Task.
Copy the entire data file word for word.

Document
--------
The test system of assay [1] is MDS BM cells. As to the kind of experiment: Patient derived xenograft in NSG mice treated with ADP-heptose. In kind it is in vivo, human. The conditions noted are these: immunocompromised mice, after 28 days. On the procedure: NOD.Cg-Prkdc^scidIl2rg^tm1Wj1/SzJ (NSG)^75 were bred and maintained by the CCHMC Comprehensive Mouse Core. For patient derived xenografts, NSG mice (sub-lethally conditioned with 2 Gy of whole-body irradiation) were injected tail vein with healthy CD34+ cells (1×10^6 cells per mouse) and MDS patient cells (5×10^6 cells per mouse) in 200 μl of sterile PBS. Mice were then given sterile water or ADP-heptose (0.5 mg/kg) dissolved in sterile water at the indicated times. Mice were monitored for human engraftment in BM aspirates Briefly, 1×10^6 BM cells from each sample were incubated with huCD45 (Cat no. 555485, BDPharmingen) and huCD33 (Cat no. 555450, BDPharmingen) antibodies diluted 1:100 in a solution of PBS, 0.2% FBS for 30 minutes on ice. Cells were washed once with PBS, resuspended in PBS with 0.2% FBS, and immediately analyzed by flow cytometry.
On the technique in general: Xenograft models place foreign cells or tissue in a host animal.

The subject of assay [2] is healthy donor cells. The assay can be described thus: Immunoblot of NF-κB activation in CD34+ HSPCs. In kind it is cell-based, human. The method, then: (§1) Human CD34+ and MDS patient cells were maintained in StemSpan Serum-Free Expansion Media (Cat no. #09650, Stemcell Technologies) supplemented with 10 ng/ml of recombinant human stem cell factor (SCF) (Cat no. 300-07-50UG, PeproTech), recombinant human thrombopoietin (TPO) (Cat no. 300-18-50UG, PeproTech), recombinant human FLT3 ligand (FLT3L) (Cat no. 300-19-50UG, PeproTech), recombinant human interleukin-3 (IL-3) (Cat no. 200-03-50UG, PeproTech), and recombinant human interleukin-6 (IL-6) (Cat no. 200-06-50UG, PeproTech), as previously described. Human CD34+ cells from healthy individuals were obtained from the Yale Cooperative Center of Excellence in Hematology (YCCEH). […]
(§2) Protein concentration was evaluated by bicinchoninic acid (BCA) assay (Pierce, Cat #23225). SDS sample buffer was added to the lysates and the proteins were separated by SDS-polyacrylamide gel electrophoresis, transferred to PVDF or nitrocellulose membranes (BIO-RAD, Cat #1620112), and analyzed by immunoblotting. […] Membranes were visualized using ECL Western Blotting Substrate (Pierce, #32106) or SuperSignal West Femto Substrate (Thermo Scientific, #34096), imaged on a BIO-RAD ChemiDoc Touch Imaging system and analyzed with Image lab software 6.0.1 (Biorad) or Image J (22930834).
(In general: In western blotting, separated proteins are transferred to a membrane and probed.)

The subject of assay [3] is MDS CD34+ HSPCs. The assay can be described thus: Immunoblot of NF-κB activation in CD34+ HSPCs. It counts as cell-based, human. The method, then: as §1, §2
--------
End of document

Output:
The test system of assay [1] is MDS BM cells. As to the kind of experiment: Patient derived xenograft in NSG mice treated with ADP-heptose. In kind it is in vivo, human. The conditions noted are these: immunocompromised mice, after 28 days. On the procedure: NOD.Cg-Prkdc^scidIl2rg^tm1Wj1/SzJ (NSG)^75 were bred and maintained by the CCHMC Comprehensive Mouse Core. For patient derived xenografts, NSG mice (sub-lethally conditioned with 2 Gy of whole-body irradiation) were injected tail vein with healthy CD34+ cells (1×10^6 cells per mouse) and MDS patient cells (5×10^6 cells per mouse) in 200 μl of sterile PBS. Mice were then given sterile water or ADP-heptose (0.5 mg/kg) dissolved in sterile water at the indicated times. Mice were monitored for human engraftment in BM aspirates Briefly, 1×10^6 BM cells from each sample were incubated with huCD45 (Cat no. 555485, BDPharmingen) and huCD33 (Cat no. 555450, BDPharmingen) antibodies diluted 1:100 in a solution of PBS, 0.2% FBS for 30 minutes on ice. Cells were washed once with PBS, resuspended in PBS with 0.2% FBS, and immediately analyzed by flow cytometry.
On the technique in general: Xenograft models place foreign cells or tissue in a host animal.

The subject of assay [2] is healthy donor cells. The assay can be described thus: Immunoblot of NF-κB activation in CD34+ HSPCs. In kind it is cell-based, human. The method, then: (§1) Human CD34+ and MDS patient cells were maintained in StemSpan Serum-Free Expansion Media (Cat no. #09650, Stemcell Technologies) supplemented with 10 ng/ml of recombinant human stem cell factor (SCF) (Cat no. 300-07-50UG, PeproTech), recombinant human thrombopoietin (TPO) (Cat no. 300-18-50UG, PeproTech), recombinant human FLT3 ligand (FLT3L) (Cat no. 300-19-50UG, PeproTech), recombinant human interleukin-3 (IL-3) (Cat no. 200-03-50UG, PeproTech), and recombinant human interleukin-6 (IL-6) (Cat no. 200-06-50UG, PeproTech), as previously described. Human CD34+ cells from healthy individuals were obtained from the Yale Cooperative Center of Excellence in Hematology (YCCEH). […]
(§2) Protein concentration was evaluated by bicinchoninic acid (BCA) assay (Pierce, Cat #23225). SDS sample buffer was added to the lysates and the proteins were separated by SDS-polyacrylamide gel electrophoresis, transferred to PVDF or nitrocellulose membranes (BIO-RAD, Cat #1620112), and analyzed by immunoblotting. […] Membranes were visualized using ECL Western Blotting Substrate (Pierce, #32106) or SuperSignal West Femto Substrate (Thermo Scientific, #34096), imaged on a BIO-RAD ChemiDoc Touch Imaging system and analyzed with Image lab software 6.0.1 (Biorad) or Image J (22930834).
(In general: In western blotting, separated proteins are transferred to a membrane and probed.)

The subject of assay [3] is MDS CD34+ HSPCs. The assay can be described thus: Immunoblot of NF-κB activation in CD34+ HSPCs. It counts as cell-based, human. The method, then: as §1, §2